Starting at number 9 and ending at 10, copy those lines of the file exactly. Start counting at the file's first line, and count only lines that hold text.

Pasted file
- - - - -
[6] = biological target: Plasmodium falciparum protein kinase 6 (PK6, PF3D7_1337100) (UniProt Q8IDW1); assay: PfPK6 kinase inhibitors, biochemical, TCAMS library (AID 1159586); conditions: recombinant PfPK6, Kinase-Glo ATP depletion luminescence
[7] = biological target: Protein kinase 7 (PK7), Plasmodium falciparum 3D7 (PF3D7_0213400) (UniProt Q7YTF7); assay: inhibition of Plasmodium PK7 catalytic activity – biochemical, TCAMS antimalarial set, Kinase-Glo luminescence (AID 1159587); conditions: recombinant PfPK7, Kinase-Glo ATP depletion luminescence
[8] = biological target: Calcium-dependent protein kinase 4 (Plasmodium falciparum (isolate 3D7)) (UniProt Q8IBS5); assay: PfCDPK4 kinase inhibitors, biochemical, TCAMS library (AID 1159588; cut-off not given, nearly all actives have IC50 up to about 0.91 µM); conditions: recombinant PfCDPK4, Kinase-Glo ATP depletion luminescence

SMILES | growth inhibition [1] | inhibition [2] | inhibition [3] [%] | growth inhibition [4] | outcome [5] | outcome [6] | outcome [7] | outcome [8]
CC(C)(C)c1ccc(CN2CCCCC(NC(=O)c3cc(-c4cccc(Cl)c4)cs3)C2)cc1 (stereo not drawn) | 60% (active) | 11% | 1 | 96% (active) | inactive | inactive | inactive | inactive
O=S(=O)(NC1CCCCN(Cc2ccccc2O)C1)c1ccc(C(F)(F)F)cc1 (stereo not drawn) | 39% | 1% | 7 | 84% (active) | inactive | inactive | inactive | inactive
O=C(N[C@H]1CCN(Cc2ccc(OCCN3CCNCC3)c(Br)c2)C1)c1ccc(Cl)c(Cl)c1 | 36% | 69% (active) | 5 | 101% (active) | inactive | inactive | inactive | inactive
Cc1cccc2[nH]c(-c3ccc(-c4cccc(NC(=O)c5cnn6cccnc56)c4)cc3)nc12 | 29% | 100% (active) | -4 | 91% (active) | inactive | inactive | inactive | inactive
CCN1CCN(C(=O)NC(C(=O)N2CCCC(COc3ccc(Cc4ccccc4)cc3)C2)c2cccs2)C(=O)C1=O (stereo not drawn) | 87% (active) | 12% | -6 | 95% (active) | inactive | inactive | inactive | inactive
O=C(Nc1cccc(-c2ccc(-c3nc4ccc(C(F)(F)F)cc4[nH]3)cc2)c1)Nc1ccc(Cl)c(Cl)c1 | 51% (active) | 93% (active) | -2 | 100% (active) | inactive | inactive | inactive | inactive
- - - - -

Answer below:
CCN1CCN(C(=O)NC(C(=O)N2CCCC(COc3ccc(Cc4ccccc4)cc3)C2)c2cccs2)C(=O)C1=O (stereo not drawn) | 87% (active) | 12% | -6 | 95% (active) | inactive | inactive | inactive | inactive
O=C(Nc1cccc(-c2ccc(-c3nc4ccc(C(F)(F)F)cc4[nH]3)cc2)c1)Nc1ccc(Cl)c(Cl)c1 | 51% (active) | 93% (active) | -2 | 100% (active) | inactive | inactive | inactive | inactive